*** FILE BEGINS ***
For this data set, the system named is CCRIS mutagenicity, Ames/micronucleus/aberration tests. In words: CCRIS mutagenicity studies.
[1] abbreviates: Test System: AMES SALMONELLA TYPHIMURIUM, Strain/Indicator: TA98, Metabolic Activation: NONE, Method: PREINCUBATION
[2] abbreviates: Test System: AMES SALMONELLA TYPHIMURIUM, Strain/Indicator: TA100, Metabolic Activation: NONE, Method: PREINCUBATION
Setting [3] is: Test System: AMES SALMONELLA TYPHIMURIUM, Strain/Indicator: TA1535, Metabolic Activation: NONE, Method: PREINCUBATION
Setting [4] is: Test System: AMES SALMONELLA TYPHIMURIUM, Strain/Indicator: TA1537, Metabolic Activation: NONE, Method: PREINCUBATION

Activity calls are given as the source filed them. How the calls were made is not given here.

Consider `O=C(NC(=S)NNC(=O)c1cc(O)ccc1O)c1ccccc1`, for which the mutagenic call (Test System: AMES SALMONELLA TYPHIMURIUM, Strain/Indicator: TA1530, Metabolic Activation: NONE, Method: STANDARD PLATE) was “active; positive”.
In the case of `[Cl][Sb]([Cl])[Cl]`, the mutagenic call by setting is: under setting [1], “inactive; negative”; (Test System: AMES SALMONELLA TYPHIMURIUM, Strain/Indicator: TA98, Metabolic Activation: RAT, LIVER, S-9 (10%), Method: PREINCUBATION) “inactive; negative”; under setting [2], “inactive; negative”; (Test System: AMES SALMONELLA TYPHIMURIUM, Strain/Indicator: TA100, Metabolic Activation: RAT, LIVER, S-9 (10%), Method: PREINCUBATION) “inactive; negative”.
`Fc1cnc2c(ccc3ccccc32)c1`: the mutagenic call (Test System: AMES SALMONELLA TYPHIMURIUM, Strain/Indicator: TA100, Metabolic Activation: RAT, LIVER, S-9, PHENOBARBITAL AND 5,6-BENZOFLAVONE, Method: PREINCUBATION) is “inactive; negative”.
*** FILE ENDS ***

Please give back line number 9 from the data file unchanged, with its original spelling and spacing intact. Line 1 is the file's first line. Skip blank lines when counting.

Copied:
`Fc1cnc2c(ccc3ccccc32)c1`: the mutagenic call (Test System: AMES SALMONELLA TYPHIMURIUM, Strain/Indicator: TA100, Metabolic Activation: RAT, LIVER, S-9, PHENOBARBITAL AND 5,6-BENZOFLAVONE, Method: PREINCUBATION) is “inactive; negative”.